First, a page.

The kitchen of the future also offers new ways to bring food to your table, including automated indoor gardening. One of today’s most popular indoor gardening methods is hydroponics, which replaces traditional soil with a mineral nutrient solution that directly nourishes plants, either through unsupported roots or through roots supported by a medium such as perlite. Hydroponics systems may also be suspended in the air and misted (aeroponics), or even combined with aquaculture systems to support edible fish and aquatic animals (aquaponics).

The latest innovations combine hydroponics with automated indoor gardening systems. For instance, the CityCrop intelligent indoor garden combines hydroponics with automated climate control, smart nutrient dosing systems and LED grow lights tailored to plant needs, all controlled by an app that lets you monitor your garden’s growth. Indoor gardening kits such as Click and Grow are also available that simplify the set-up process.

Kitchen Robots

Robots are also moving into the kitchen to make common household chores easier. Moley Robotics is scheduled to release a robot chef this year. The robot can download a recipe from a library of thousands of meals and use its robotic arms to prepare the meal following the same procedures a master chef would use. While a bit pricey at an estimated $18,000, once this type of technology becomes mainstream, prices should drop to more affordable levels.

Robots are also helping make it easier to clean up your kitchen. Robot vacuums such as the Neato Botvac can do your sweeping for you. When it’s time to mop your floor, floor mopping robots such as the iRobot Braava jet can do the cleaning for you.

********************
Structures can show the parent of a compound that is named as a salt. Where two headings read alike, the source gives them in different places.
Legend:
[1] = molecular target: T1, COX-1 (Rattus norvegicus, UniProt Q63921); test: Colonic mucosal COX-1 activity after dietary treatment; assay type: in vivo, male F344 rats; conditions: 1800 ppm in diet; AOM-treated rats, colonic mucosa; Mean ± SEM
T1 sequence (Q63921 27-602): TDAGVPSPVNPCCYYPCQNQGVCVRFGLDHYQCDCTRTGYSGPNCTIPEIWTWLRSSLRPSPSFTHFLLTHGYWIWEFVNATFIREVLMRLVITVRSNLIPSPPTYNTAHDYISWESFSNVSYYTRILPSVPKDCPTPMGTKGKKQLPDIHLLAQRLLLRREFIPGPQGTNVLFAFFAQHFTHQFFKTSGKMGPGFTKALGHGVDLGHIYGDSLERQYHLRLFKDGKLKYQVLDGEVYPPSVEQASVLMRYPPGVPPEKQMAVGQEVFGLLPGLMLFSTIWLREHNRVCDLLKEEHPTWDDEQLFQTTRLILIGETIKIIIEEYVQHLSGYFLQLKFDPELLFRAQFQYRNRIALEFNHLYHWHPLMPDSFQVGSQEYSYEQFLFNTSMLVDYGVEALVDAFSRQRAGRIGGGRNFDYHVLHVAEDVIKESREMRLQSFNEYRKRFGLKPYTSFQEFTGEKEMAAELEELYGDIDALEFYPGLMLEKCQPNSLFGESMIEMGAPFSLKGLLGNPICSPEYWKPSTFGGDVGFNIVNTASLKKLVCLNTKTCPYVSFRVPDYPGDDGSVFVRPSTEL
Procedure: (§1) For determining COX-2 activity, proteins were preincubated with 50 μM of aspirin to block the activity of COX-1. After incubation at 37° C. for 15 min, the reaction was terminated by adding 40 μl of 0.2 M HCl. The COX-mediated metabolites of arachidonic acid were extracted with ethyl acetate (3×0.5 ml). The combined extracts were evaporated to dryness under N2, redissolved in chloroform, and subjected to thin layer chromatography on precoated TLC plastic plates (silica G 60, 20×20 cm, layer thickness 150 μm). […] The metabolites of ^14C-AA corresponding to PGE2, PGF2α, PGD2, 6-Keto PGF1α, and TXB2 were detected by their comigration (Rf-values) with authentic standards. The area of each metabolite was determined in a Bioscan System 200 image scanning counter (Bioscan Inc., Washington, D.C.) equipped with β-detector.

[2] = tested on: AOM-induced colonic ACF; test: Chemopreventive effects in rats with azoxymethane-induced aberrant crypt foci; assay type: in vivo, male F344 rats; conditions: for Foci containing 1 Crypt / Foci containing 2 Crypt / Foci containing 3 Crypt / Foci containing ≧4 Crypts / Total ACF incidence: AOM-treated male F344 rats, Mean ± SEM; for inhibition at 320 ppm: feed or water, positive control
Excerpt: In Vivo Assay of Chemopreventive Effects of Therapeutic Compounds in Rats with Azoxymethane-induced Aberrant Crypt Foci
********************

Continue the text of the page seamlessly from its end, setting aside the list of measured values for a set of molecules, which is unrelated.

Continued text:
The future of today’s kitchen is connected, with appliances integrated with the internet and mobile phones as well as appliances and electronics in other parts of the home. Tomorrow’s kitchen will also use automated indoor gardening to grow fresh food right in your home. Kitchen robots are ready to start doing your cooking, as well as clean up your floors. The kitchen of tomorrow will make it easier to cook, bring food to your table, clean up and relax as you enjoy a good meal.

Roy Rasmussen, coauthor of Publishing for Publicity, is a freelance writer who helps select clients write quality content to reach business and technology audiences. His clients have included Fortune 500 companies and bestselling authors. His most recent projects include books on cloud computing, small business management, sales, business coaching, social media marketing, and career planning.